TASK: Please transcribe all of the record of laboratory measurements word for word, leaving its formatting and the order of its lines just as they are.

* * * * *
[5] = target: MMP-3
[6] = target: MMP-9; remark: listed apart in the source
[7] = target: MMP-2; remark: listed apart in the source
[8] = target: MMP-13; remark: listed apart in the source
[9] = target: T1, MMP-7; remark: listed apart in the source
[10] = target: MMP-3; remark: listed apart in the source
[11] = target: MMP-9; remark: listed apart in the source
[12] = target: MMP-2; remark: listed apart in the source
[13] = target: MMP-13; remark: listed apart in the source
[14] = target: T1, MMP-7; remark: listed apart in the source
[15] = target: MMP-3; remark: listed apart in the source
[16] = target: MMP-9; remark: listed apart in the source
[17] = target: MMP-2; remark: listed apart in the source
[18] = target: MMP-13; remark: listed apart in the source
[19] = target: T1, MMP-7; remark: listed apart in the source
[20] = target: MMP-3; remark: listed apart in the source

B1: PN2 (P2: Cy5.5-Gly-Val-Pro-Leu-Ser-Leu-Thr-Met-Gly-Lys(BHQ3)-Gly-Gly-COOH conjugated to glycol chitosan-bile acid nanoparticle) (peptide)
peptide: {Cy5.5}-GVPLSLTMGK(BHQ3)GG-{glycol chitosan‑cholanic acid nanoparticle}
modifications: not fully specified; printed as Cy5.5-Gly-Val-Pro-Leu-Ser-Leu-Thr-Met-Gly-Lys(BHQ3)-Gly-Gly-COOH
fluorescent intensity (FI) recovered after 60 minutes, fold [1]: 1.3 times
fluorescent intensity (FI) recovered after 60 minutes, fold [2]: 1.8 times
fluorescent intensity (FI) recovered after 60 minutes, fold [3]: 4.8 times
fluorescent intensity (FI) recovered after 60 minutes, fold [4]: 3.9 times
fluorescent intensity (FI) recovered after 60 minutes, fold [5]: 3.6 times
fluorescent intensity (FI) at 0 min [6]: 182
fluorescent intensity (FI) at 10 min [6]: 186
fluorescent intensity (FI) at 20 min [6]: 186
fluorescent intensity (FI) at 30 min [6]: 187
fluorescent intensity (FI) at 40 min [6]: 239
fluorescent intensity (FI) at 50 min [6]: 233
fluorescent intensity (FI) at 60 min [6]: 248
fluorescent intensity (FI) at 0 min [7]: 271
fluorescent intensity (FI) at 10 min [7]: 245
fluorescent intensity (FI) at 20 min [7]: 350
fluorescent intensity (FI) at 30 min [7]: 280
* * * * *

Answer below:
[5] = target: MMP-3
[6] = target: MMP-9; remark: listed apart in the source
[7] = target: MMP-2; remark: listed apart in the source
[8] = target: MMP-13; remark: listed apart in the source
[9] = target: T1, MMP-7; remark: listed apart in the source
[10] = target: MMP-3; remark: listed apart in the source
[11] = target: MMP-9; remark: listed apart in the source
[12] = target: MMP-2; remark: listed apart in the source
[13] = target: MMP-13; remark: listed apart in the source
[14] = target: T1, MMP-7; remark: listed apart in the source
[15] = target: MMP-3; remark: listed apart in the source
[16] = target: MMP-9; remark: listed apart in the source
[17] = target: MMP-2; remark: listed apart in the source
[18] = target: MMP-13; remark: listed apart in the source
[19] = target: T1, MMP-7; remark: listed apart in the source
[20] = target: MMP-3; remark: listed apart in the source

B1: PN2 (P2: Cy5.5-Gly-Val-Pro-Leu-Ser-Leu-Thr-Met-Gly-Lys(BHQ3)-Gly-Gly-COOH conjugated to glycol chitosan-bile acid nanoparticle) (peptide)
peptide: {Cy5.5}-GVPLSLTMGK(BHQ3)GG-{glycol chitosan‑cholanic acid nanoparticle}
modifications: not fully specified; printed as Cy5.5-Gly-Val-Pro-Leu-Ser-Leu-Thr-Met-Gly-Lys(BHQ3)-Gly-Gly-COOH
fluorescent intensity (FI) recovered after 60 minutes, fold [1]: 1.3 times
fluorescent intensity (FI) recovered after 60 minutes, fold [2]: 1.8 times
fluorescent intensity (FI) recovered after 60 minutes, fold [3]: 4.8 times
fluorescent intensity (FI) recovered after 60 minutes, fold [4]: 3.9 times
fluorescent intensity (FI) recovered after 60 minutes, fold [5]: 3.6 times
fluorescent intensity (FI) at 0 min [6]: 182
fluorescent intensity (FI) at 10 min [6]: 186
fluorescent intensity (FI) at 20 min [6]: 186
fluorescent intensity (FI) at 30 min [6]: 187
fluorescent intensity (FI) at 40 min [6]: 239
fluorescent intensity (FI) at 50 min [6]: 233
fluorescent intensity (FI) at 60 min [6]: 248
fluorescent intensity (FI) at 0 min [7]: 271
fluorescent intensity (FI) at 10 min [7]: 245
fluorescent intensity (FI) at 20 min [7]: 350
fluorescent intensity (FI) at 30 min [7]: 280